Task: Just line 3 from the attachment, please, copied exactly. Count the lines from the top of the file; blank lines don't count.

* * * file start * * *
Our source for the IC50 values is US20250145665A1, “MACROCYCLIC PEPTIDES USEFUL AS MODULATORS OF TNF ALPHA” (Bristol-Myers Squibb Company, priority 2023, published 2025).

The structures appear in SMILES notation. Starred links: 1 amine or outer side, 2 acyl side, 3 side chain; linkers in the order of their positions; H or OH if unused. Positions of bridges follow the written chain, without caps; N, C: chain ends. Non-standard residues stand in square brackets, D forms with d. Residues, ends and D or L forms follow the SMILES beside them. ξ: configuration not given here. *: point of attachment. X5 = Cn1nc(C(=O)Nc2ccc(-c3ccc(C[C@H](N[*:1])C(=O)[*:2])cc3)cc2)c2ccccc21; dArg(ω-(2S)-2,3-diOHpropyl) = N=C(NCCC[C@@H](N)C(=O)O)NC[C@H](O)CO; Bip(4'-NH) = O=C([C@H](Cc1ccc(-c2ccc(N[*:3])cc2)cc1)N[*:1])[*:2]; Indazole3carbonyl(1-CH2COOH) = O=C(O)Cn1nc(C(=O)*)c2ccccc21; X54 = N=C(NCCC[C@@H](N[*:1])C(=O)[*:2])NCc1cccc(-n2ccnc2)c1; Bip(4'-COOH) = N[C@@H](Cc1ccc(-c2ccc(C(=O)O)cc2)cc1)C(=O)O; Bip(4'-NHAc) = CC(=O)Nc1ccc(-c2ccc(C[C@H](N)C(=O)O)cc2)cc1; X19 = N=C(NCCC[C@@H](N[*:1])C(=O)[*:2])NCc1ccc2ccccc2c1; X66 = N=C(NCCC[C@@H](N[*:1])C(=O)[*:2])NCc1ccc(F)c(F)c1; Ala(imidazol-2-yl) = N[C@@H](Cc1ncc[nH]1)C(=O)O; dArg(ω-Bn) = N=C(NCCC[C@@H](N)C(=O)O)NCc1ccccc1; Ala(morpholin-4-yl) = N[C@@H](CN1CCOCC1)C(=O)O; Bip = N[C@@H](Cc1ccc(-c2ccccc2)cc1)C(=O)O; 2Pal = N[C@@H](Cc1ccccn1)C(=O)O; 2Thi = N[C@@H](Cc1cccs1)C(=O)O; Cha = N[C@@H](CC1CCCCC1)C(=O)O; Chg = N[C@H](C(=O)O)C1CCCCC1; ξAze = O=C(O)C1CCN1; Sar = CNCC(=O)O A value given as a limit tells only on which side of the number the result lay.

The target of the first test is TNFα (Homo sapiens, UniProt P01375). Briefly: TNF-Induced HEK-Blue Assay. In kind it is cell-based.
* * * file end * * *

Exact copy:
The target of the first test is TNFα (Homo sapiens, UniProt P01375). Briefly: TNF-Induced HEK-Blue Assay. In kind it is cell-based.